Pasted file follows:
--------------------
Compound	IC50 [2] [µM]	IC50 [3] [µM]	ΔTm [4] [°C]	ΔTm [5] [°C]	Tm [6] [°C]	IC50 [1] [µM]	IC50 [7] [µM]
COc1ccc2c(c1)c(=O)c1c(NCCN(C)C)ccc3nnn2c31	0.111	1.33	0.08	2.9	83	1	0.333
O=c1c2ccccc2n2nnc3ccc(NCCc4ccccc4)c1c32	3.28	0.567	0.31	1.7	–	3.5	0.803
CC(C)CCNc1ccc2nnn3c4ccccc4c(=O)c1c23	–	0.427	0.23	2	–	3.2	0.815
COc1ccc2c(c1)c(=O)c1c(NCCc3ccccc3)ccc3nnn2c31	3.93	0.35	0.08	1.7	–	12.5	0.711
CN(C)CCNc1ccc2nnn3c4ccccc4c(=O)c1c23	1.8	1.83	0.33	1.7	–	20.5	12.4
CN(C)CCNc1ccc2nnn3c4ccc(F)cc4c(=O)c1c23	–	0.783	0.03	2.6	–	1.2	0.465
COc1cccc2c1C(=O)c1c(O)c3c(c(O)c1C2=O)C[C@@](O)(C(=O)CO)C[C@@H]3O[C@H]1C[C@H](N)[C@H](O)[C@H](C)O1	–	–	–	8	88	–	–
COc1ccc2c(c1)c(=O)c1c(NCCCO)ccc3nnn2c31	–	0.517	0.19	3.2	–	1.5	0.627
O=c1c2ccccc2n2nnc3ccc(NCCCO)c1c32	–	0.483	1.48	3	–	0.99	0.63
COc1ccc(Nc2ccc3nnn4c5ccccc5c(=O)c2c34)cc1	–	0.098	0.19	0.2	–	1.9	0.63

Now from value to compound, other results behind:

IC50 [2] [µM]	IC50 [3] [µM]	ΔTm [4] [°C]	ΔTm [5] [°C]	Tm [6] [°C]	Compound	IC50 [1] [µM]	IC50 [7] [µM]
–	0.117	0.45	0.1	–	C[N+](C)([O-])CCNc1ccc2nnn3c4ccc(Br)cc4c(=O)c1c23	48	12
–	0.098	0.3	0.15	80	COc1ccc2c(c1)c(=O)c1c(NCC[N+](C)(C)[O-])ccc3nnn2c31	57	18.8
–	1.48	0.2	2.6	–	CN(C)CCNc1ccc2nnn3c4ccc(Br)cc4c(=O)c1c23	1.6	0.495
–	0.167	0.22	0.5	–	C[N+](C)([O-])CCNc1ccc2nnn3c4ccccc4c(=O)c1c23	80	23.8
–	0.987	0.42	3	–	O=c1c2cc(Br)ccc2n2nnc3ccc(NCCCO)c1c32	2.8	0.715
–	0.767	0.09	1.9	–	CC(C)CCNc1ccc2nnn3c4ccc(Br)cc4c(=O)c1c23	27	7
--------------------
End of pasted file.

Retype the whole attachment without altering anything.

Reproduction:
Compound	IC50 [2] [µM]	IC50 [3] [µM]	ΔTm [4] [°C]	ΔTm [5] [°C]	Tm [6] [°C]	IC50 [1] [µM]	IC50 [7] [µM]
COc1ccc2c(c1)c(=O)c1c(NCCN(C)C)ccc3nnn2c31	0.111	1.33	0.08	2.9	83	1	0.333
O=c1c2ccccc2n2nnc3ccc(NCCc4ccccc4)c1c32	3.28	0.567	0.31	1.7	–	3.5	0.803
CC(C)CCNc1ccc2nnn3c4ccccc4c(=O)c1c23	–	0.427	0.23	2	–	3.2	0.815
COc1ccc2c(c1)c(=O)c1c(NCCc3ccccc3)ccc3nnn2c31	3.93	0.35	0.08	1.7	–	12.5	0.711
CN(C)CCNc1ccc2nnn3c4ccccc4c(=O)c1c23	1.8	1.83	0.33	1.7	–	20.5	12.4
CN(C)CCNc1ccc2nnn3c4ccc(F)cc4c(=O)c1c23	–	0.783	0.03	2.6	–	1.2	0.465
COc1cccc2c1C(=O)c1c(O)c3c(c(O)c1C2=O)C[C@@](O)(C(=O)CO)C[C@@H]3O[C@H]1C[C@H](N)[C@H](O)[C@H](C)O1	–	–	–	8	88	–	–
COc1ccc2c(c1)c(=O)c1c(NCCCO)ccc3nnn2c31	–	0.517	0.19	3.2	–	1.5	0.627
O=c1c2ccccc2n2nnc3ccc(NCCCO)c1c32	–	0.483	1.48	3	–	0.99	0.63
COc1ccc(Nc2ccc3nnn4c5ccccc5c(=O)c2c34)cc1	–	0.098	0.19	0.2	–	1.9	0.63

Now from value to compound, other results behind:

IC50 [2] [µM]	IC50 [3] [µM]	ΔTm [4] [°C]	ΔTm [5] [°C]	Tm [6] [°C]	Compound	IC50 [1] [µM]	IC50 [7] [µM]
–	0.117	0.45	0.1	–	C[N+](C)([O-])CCNc1ccc2nnn3c4ccc(Br)cc4c(=O)c1c23	48	12
–	0.098	0.3	0.15	80	COc1ccc2c(c1)c(=O)c1c(NCC[N+](C)(C)[O-])ccc3nnn2c31	57	18.8
–	1.48	0.2	2.6	–	CN(C)CCNc1ccc2nnn3c4ccc(Br)cc4c(=O)c1c23	1.6	0.495
–	0.167	0.22	0.5	–	C[N+](C)([O-])CCNc1ccc2nnn3c4ccccc4c(=O)c1c23	80	23.8
–	0.987	0.42	3	–	O=c1c2cc(Br)ccc2n2nnc3ccc(NCCCO)c1c32	2.8	0.715
–	0.767	0.09	1.9	–	CC(C)CCNc1ccc2nnn3c4ccc(Br)cc4c(=O)c1c23	27	7